San Raffaele Hospital in Milan, Italy has deployed qXR to monitor patients and to evaluate patient’s response to treatments. In Karachi, qXR powered mobile vans are being used at multiple sites to identify potential suspects early and thus reducing burden on the healthcare system.

qXR deployments
Timeline of qXR for COVID

In the UK, all the suspected COVID-19 patients presenting to the emergency department are undergoing blood tests and CXR [4]. This puts a tremendous amount of workload on already burdened radiologists as it becomes critical for radiologists to report the CXRs urgently. qXR, with its ability to handle huge workloads, provides significant value in such a scenario and thus reduce the burden on radiologists.

qXR can also be scaled for rapid and extensive population screening. Frontline clinicians are increasingly relying on chest X-rars to triage the sickest patients, while they await RT-PCR results. When there is high clinical suspicion for COVID-19 infection, the need for a patient with positive chest X-ray to get admitted in a hospital is conceivable. qXR can help solve this problem at scale.

qXR deployments
Impact of qXR for COVID-19

Conclusion 

With new evidence emerging every day and with COVID-19 guidance and protocols adapting responsively, the national responses vary widely across the globe. However, Singapore, Taiwan and South Korea have shown that aggressive and proactive testing plays a crucial role in containing the spread of the disease. 

We believe AI has great potential for helping doctors quantify and monitor COVID progression from a patient’s chest X-rays – this will help determine treatment pathways faster and thus slow any surges in emergency cases. AI will also play a critical role in expanding screening for COVID-19 in low- resource communities, reducing the burden on healthcare systems.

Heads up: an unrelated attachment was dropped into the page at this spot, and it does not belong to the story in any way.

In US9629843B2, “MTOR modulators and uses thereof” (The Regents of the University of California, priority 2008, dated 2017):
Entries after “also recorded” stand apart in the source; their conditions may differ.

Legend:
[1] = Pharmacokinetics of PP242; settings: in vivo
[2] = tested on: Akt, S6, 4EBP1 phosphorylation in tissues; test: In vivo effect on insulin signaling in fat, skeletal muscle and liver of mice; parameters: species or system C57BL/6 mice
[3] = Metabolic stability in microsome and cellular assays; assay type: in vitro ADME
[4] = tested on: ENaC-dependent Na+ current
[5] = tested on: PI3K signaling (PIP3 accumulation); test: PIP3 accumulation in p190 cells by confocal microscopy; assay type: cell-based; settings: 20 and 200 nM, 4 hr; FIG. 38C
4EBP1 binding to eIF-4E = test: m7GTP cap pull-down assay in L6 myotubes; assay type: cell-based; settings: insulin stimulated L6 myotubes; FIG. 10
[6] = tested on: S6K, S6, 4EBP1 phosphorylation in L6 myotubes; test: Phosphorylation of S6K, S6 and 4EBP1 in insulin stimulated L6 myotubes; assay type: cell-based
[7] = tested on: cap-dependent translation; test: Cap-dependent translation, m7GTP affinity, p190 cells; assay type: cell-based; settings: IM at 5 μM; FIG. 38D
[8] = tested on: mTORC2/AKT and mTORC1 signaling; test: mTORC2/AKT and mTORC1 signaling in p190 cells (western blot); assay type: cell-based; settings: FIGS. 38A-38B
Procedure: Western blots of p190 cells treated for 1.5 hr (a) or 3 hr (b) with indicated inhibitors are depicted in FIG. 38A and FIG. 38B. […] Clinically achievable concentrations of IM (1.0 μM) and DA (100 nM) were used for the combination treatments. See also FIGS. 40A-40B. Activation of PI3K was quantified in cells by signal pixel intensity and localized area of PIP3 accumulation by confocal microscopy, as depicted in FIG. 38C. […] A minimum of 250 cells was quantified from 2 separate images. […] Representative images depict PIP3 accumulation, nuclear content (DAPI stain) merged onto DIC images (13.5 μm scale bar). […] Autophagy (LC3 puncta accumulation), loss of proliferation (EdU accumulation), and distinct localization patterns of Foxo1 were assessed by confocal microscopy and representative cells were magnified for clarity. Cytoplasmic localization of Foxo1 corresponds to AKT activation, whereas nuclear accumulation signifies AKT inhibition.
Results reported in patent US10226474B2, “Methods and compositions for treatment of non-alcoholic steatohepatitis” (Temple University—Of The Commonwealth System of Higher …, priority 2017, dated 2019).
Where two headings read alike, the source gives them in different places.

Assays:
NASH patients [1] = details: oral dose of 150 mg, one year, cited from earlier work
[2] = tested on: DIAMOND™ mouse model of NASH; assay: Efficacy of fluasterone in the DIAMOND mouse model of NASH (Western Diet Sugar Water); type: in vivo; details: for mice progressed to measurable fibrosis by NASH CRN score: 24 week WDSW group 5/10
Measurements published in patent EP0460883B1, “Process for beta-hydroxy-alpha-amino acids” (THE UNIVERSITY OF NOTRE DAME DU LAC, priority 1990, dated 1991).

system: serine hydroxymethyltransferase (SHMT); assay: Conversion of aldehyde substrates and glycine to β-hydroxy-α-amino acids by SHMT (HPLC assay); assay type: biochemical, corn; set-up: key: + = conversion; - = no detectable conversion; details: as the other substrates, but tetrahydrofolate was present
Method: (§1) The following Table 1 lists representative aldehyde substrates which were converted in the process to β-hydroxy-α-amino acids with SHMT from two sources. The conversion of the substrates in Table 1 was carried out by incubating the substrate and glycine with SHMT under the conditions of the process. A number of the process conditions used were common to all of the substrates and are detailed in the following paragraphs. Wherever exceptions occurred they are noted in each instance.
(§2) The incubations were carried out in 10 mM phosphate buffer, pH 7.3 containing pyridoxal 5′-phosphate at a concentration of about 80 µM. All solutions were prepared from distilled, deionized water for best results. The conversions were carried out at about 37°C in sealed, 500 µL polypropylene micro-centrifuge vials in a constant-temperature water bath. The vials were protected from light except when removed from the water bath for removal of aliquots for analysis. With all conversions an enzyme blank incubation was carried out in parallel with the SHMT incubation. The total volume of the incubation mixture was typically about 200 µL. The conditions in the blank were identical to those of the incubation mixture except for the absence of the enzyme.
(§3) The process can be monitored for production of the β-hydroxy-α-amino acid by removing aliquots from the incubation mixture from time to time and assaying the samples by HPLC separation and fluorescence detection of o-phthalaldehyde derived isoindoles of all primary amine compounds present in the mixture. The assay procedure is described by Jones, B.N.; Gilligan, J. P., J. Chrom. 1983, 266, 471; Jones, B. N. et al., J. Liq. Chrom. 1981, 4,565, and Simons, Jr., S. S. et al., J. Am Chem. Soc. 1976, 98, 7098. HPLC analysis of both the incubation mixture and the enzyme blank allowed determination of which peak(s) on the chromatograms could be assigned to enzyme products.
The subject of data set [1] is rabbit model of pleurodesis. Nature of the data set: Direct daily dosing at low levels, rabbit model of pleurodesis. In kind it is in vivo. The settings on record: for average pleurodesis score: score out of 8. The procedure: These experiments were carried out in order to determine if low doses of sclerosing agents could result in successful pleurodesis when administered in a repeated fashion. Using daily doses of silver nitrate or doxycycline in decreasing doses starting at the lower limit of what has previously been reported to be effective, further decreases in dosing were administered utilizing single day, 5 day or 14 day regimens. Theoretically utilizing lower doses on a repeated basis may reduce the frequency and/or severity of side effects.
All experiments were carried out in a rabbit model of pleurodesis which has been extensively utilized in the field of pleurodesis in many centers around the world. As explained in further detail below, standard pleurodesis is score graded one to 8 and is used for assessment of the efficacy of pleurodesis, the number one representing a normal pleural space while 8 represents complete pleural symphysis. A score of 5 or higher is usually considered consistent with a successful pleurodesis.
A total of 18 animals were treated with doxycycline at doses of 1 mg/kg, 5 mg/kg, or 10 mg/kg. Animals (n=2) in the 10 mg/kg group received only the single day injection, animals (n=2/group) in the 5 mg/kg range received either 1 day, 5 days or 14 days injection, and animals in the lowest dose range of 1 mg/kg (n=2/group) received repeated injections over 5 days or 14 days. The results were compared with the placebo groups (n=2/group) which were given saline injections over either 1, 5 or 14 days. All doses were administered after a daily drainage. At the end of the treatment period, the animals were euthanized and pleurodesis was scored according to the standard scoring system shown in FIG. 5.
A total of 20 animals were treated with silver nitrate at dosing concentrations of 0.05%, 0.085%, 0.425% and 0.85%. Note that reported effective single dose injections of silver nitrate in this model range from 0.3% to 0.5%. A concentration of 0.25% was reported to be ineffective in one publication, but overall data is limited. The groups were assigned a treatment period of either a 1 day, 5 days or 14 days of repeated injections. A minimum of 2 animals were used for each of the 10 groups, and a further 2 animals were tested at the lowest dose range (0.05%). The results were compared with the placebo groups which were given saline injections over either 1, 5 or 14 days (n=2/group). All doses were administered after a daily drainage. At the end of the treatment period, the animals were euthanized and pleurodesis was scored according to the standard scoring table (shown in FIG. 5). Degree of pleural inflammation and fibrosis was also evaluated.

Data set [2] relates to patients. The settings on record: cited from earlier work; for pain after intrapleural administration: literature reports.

References

  1. WHO Director-General’s opening remarks at the media briefing on COVID-19 – WHO, Accessed Apr 9, 2020.
  2. Imaging the coronavirus disease COVID-19 – Healthcare in Europe Website, Accessed Apr 9, 2020.
  3. Hope et al. A role for CT in COVID-19? What data really tell us so far – The Lancet, Mar 27, 2020
  4. Lessons from the frontline of the covid-19 outbreak – BMJ Blog, Accessed Apr 9, 2020.
  5. Wong et al. Frequency and Distribution of Chest Radiographic Findings in COVID-19 Positive Patients – Radiology, Mar 27, 2020.
  6. ACR Recommendations for the use of Chest Radiography and Computed Tomography (CT) for Suspected COVID-19 Infection – ACR, Accessed Apr 9, 2020.
  7. Lei et al. COVID-19 Infection: Early Lessons – Canadian Association of Radiologists Journal, Mar 12, 2020.
  8. Radiology decision tool for suspected COVID-19 – The British Society of Thoracic Imaging, Accessed Apr 9, 2020.
  9. Cohen et al. COVID-19 image data collection – arXiv:2003.11597, 2020
  10. Laboratory testing for 2019 novel coronavirus (2019-nCoV) in suspected human cases – WHO, Accessed Apr 9, 2020.
  11. Verity et al. Estimates of the severity of coronavirus disease 2019: a model-based analysis – The Lancet Infectious Diseases, Mar, 2020.
  12. High priority target product profiles for new tuberculosis diagnostics: report of a consensus meeting, tech. rep., World Health Organization, Apr 28-29, 2014.

Pooja Rao is the co-founder and head of R&D at Qure.ai. Tarun Raj, Bhargava Reddy, Manoj TLD and Preetham Srinivas are AI scientists at Qure.ai.